Xenophobic groups become more strident as immigrants increase
By Na Jeong-ju
Korea may be relatively safe for foreigners to live in, but some analysts caution that xenophobic groups are becoming more vocal and organized as the number of immigrants rises.
According to Social Metrics, an opinion survey firm, the case of a Korean woman brutally murdered by a Korean-Chinese man, Wu Yuanchun, in Suwon in April stirred anti-foreign sentiment among some Koreans. Since the murder was reported, the number of tweets and blog messages denouncing foreign workers, especially Korean-Chinese, has rapidly increased.
“Innocent Korean people are being targeted by illegally-staying migrant workers. I don’t understand why the government doesn’t act to stop their crimes.”
“South Korea has become a paradise for foreigners from poor countries. Our citizens are being forced to compete with migrant workers for low-income jobs.”
Such messages are posted on the website of a xenophobic group, claiming over 6,000 members. The group believes that the National Assembly should revise laws to ban local firms from hiring migrant workers and disallow marriages between Korean women and men from poor nations.
The group is just one of a dozen Internet-based organizations campaigning against immigrants. Some groups jointly launched a center to receive reports on foreign workers overstaying their visas and called for a “merciless crackdown” on them.
They recently visited the offices of lawmakers to protest their submission of a bill aimed at giving more educational opportunities to the children of multiracial families and improving the welfare system for migrant workers.
“The government has increased spending to strengthen welfare programs for foreigners, while cutting the budget for low-income Korean families,” said Cho Dong-hwan, who heads one of such anti-foreign groups.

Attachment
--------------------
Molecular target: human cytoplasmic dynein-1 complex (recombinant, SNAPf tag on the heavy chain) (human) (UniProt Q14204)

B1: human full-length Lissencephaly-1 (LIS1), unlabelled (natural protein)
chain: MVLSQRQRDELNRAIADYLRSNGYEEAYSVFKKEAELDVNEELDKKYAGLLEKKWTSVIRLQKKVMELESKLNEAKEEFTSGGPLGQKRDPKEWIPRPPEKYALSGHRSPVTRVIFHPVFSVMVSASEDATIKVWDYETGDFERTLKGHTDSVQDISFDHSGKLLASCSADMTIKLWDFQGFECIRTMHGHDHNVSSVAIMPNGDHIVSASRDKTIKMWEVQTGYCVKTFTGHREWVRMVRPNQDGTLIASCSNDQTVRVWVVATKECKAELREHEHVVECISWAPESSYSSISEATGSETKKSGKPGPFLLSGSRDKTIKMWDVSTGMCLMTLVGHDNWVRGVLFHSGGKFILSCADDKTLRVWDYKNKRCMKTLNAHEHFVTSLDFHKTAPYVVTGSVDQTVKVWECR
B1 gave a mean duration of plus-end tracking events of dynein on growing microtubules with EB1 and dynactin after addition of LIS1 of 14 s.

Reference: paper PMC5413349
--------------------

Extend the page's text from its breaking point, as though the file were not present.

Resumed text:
“Koreans working in the fields compete with immigrant workers, and now receive less pay just because of them. The government knows well about this situation, but it has taken no action to address it.”
Cho criticized Korea’s openness and welcoming embrace of immigrants, saying this will destabilize the country, eventually.
The number of petitions filed with the nation’s human rights agency against racial and religious discrimination has steadily increased in recent years, according to the National Human Rights Commission.
“Last year, more than a hundred cases of complaints were lodged in 2010 regarding discrimination on the grounds of race, religion, nationality, ethnicity and skin color, compared to 32 cases in 2005,” a commission spokesman said.
The Korea Migrant Human Rights Center said it’s receiving more threatening calls from xenophobic groups than ever before. They regularly post anti-foreign messages on its website and spread news about crimes committed by foreigners.
Han Kyung-koo, a professor of Seoul National University, said xenophobia could become a major social problem in Korea like other countries, if it is not properly addressed.
“What’s important is to develop more programs to help immigrants adapt so they can contribute to the development of Korean society,” Han said.
Prof. Lee Myung-jin of Korea University said the government must focus on educating the younger generation about multicultural values.
“It’s time to raise public awareness of the human rights of immigrants and develop people-to-people exchange programs to help Koreans better understand different cultures,” Lee said.